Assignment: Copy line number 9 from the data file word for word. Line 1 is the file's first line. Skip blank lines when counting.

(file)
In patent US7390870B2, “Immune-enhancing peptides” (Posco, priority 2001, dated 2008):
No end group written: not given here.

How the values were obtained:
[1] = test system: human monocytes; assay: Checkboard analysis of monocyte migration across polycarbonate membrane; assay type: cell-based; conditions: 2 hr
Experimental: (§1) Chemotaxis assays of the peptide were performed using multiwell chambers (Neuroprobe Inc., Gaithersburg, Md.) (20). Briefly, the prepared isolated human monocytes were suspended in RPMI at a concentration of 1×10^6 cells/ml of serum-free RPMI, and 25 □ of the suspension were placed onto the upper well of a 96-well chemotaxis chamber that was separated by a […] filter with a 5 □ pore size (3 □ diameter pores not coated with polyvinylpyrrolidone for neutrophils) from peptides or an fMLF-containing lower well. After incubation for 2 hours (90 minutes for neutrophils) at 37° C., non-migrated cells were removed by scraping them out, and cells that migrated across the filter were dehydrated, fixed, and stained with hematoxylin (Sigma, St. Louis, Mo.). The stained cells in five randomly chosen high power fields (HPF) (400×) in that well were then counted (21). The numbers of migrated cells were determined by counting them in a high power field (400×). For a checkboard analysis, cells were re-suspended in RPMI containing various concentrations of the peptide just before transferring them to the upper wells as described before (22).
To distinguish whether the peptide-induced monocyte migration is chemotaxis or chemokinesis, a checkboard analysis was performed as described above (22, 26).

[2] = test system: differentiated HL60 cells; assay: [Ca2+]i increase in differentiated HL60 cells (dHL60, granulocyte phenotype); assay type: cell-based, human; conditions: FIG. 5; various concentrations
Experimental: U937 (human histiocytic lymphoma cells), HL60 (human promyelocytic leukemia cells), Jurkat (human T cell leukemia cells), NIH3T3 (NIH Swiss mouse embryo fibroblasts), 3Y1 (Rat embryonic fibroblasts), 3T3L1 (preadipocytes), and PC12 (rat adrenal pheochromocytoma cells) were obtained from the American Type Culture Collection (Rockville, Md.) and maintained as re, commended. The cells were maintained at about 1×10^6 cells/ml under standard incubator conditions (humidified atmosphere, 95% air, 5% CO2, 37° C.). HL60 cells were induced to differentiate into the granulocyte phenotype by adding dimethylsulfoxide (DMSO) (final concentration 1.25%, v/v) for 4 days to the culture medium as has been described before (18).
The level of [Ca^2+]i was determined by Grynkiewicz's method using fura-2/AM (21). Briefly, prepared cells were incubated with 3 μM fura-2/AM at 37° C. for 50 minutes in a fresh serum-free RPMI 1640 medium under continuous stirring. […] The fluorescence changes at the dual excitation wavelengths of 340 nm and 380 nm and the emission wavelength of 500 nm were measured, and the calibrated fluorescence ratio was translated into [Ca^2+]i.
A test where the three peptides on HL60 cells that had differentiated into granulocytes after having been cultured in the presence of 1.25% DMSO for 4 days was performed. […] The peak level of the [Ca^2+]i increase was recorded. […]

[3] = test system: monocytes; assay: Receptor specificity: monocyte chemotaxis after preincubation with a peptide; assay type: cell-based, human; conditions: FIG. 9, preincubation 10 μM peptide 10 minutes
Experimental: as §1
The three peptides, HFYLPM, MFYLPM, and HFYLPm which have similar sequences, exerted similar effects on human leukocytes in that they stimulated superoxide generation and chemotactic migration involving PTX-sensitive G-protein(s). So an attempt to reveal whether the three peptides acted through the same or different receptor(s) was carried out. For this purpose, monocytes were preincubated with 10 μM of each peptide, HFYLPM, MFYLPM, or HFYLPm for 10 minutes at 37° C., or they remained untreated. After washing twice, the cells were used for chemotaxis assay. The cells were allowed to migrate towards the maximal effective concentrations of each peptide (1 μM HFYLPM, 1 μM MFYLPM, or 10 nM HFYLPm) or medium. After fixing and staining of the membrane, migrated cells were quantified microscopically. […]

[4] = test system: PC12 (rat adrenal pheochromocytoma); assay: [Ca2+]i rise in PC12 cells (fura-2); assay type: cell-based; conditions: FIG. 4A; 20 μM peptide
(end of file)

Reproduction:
The level of [Ca^2+]i was determined by Grynkiewicz's method using fura-2/AM (21). Briefly, prepared cells were incubated with 3 μM fura-2/AM at 37° C. for 50 minutes in a fresh serum-free RPMI 1640 medium under continuous stirring. […] The fluorescence changes at the dual excitation wavelengths of 340 nm and 380 nm and the emission wavelength of 500 nm were measured, and the calibrated fluorescence ratio was translated into [Ca^2+]i.